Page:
More on modeling SteppIRs:
I'm also curious about how one would go about modeling the algorithm in the
SteppIR controller... Does one set up a 3 el yagi model, and run an
optimizer to adjust the lengths to achieve some goal, assuming that this is
what's canned into the controller?
I'd think that SteppIR optimized for F/B, since that varies much faster than
something like forward gain. Small changes in element currents can trash a
20dB null without too much trouble, but that same small change is a sub
tenth dB variation in gain or directivity.
Actually, what's inside the box is an interesting question (and I wouldn't
expect SteppIR to be forthcoming, for a lot of reasons, all pretty good
ones). However, it does bring up the interesting "how do you effectively
model" question. For instance, QST has that policy about advertising gain
numbers, which must be substantiated by a model or range measurements.
Setting up a calibrated and validated range for HF antennas is no trivial
matter, so it makes reviewing the performance of such devices in an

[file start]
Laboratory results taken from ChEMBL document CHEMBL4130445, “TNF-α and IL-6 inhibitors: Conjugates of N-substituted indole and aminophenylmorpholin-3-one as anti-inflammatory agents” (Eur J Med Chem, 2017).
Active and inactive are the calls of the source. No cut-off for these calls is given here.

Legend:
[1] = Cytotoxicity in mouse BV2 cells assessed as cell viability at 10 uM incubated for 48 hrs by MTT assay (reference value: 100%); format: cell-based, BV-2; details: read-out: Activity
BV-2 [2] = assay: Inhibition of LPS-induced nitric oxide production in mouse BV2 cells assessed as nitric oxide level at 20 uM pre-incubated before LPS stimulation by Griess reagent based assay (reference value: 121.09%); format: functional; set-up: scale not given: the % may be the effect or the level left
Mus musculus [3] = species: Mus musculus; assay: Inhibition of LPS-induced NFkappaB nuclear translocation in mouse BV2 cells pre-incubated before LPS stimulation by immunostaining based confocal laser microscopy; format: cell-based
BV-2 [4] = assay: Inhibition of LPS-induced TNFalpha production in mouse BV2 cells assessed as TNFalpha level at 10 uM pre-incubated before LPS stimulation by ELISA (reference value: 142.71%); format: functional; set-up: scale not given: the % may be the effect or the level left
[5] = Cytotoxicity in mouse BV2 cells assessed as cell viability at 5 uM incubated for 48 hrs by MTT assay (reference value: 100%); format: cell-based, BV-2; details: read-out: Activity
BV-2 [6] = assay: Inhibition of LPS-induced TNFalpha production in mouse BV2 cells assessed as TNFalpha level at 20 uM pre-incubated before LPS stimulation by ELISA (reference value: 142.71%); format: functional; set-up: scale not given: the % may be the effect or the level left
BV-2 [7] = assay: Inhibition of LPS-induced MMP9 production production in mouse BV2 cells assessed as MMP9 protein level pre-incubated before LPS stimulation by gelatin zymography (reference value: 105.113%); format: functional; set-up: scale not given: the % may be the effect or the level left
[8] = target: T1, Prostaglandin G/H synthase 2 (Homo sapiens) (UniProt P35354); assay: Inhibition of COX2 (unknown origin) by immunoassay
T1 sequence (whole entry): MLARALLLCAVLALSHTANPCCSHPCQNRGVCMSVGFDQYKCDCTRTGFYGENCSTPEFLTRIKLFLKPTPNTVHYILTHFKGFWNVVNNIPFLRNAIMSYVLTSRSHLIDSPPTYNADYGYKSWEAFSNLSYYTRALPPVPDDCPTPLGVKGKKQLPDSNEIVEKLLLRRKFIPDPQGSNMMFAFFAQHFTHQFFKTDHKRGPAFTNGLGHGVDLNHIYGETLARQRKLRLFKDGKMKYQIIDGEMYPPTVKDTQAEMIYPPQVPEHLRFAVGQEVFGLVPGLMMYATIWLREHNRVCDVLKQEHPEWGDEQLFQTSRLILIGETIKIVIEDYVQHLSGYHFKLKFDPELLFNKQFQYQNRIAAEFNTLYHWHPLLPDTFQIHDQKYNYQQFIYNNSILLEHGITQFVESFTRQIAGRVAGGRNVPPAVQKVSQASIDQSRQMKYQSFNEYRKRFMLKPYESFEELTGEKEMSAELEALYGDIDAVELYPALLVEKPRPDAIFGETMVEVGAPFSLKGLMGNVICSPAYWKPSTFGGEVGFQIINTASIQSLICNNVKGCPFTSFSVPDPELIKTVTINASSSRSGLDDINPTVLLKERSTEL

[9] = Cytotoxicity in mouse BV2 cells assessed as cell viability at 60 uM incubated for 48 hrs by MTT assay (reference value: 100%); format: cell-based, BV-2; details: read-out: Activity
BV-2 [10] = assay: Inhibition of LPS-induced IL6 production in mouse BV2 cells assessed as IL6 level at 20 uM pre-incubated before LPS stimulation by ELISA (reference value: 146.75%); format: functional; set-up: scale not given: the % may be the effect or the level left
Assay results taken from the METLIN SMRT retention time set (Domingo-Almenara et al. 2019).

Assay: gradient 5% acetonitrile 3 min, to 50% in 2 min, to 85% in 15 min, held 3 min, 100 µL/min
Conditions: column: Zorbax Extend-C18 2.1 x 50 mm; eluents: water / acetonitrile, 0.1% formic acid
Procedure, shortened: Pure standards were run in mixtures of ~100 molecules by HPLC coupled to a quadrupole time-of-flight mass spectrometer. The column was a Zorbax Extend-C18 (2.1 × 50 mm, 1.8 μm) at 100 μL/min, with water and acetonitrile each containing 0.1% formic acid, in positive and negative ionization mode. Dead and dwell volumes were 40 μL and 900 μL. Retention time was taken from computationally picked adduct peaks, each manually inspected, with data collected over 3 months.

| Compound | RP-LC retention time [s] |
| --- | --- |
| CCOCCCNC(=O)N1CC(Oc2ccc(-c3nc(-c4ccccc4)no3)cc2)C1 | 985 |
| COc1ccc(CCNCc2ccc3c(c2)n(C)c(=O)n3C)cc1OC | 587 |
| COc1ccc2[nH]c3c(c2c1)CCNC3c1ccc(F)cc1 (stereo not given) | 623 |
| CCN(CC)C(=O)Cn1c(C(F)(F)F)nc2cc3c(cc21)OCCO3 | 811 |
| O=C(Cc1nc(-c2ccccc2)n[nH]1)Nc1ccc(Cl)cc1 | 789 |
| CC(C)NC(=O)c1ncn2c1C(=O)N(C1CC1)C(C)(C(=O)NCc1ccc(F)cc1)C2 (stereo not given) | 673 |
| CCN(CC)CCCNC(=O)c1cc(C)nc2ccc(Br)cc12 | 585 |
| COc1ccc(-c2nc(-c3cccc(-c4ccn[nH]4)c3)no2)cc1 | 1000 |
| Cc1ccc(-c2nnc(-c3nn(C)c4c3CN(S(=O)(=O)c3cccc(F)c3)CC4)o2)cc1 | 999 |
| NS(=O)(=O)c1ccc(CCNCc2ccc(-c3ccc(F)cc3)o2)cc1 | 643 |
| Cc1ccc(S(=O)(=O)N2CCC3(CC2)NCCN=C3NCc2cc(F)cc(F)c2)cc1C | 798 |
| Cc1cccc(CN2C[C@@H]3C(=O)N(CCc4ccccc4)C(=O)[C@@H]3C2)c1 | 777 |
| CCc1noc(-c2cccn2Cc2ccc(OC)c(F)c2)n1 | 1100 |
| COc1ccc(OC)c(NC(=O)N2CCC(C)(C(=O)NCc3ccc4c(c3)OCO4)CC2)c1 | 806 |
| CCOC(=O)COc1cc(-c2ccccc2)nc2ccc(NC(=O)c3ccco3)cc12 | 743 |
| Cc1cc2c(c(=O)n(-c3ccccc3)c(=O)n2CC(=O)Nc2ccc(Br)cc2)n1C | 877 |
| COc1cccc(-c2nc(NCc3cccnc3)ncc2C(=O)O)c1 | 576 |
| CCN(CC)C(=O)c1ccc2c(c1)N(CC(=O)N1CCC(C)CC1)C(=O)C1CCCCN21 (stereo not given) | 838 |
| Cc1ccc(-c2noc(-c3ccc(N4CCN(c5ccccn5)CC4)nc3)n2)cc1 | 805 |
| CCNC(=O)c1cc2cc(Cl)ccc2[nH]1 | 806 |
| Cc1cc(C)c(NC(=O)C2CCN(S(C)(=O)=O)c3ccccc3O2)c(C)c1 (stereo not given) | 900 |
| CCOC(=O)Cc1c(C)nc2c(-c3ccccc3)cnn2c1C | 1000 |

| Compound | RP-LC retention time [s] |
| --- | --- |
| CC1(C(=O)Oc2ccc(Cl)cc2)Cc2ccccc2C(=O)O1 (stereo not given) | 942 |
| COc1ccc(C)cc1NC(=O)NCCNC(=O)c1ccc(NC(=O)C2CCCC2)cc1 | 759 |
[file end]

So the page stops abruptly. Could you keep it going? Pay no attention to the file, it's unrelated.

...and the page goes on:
objective way difficult. (you get into those horrible debates based on
working obscure countries on microwatts of power:.. I worked 4000 countries
on a piece of special pasta my great grandmother made, and she's is a direct
lineal descendent of both Guglielmo and Nikola, so clearly she's hot stuff
in antenna design).
At least for more conventional antenna designs, you can go out and measure
the aluminum and build a model that will be reasonably accurate, at least
when compared to models of other antennas of similar design.
See: http://www.mscomputer.com for "Self Supporting Towers", "Wireless Weather
Stations", and lot's more. Call Toll Free, 1-800-333-9041 with any questions
and ask for Sherman, W2FLA.
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